In fact, very little of his landmark book used the fossil record as direct evidence of evolution, only casual observation that the fossils produced thus far did seem to coincide with what one might expect if his theory were true.  Darwin's specialty was more in comparative anatomy specific to biology than paleontology.

Over 150 years later, what has come to pass is nearly exactly what Darwin predicted would happen.  More fossils have been discovered, which continue to confirm exactly what we would expect if Darwin’s theory were true.  Fossils show a gradual chronological transition from the simplest of forms in the earliest geologic record, slowly evolving to show the forms we see today.

Much like in Darwin’s time, the record is still incomplete, and as Darwin himself was aware would remain incomplete due to the extreme rarity in which any species could be successfully preserved to any degree through tens of millions of years.  This isn’t scientists hand-waving away a lack of evidence, only a realistic look at the natural forces that work to make sure things like bones and organs usually don’t stick around more than a few years after something passes away.  If Darwin expressed any overenthusiastic hope about the fossil preservation rate, it was probably due to his lack of knowledge of those geologic factors, not due to any flaw in his theory of evolution.  History shows him to be very-well rounded in his knowledge; however, he was by no means perfect and did not know everything.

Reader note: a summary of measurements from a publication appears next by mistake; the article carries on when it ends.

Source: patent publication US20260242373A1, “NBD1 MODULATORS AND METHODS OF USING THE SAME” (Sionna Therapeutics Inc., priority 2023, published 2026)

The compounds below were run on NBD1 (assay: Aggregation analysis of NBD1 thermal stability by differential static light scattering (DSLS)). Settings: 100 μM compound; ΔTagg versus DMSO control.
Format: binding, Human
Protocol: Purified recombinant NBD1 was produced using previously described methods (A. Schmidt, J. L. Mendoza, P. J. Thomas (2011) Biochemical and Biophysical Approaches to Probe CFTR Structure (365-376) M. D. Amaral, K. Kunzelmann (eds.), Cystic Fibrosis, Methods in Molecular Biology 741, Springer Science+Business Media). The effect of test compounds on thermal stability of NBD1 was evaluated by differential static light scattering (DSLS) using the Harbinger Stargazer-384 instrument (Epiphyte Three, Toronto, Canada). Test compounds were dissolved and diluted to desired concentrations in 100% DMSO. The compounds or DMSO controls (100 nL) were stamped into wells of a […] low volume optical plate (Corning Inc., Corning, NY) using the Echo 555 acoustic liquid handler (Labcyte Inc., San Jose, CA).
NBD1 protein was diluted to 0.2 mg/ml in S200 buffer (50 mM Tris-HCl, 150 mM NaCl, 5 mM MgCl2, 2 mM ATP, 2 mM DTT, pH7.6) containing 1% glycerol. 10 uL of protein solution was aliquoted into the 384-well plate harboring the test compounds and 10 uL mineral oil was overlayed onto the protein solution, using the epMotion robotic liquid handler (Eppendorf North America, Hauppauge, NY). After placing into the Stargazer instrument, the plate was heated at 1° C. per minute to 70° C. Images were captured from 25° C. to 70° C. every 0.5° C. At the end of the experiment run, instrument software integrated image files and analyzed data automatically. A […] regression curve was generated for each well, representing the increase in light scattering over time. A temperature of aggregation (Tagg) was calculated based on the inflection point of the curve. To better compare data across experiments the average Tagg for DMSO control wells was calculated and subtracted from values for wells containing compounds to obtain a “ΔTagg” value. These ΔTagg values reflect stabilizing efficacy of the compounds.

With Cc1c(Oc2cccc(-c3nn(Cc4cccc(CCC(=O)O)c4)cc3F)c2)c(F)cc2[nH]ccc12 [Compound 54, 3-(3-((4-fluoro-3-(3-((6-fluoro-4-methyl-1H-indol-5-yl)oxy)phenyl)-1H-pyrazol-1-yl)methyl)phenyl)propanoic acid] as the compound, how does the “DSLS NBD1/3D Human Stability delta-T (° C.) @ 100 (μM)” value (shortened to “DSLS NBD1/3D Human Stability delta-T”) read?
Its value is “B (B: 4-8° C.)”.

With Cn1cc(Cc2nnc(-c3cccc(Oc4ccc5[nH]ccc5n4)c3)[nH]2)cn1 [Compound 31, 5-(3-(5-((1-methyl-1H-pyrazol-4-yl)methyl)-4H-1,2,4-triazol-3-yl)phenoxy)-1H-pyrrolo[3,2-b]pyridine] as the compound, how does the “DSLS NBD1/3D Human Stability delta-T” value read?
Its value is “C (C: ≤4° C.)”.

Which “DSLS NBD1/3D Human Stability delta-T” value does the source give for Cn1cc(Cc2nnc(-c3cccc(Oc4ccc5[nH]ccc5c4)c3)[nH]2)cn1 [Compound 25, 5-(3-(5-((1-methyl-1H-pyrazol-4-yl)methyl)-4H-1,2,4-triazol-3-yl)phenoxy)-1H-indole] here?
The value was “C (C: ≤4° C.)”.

Nothing about theory of evolution is predicated upon their being a 100% complete fossil record for every species that ever lived.  Much like cosmologist don’t have a record of how every star and planet in the universe formed, nor do pathologists know the exact make up of each and every flu virus, they’re no more taking on faith that their science is valid than our evolutionary biologists.  If every piece of evidence gathered so far fits into the framework of your theory, it’s logical to be fairly confident (while being open to the idea that new evidence will come along and force you to re-evaluate your theory) that additional pieces of evidence will conform to the same pattern.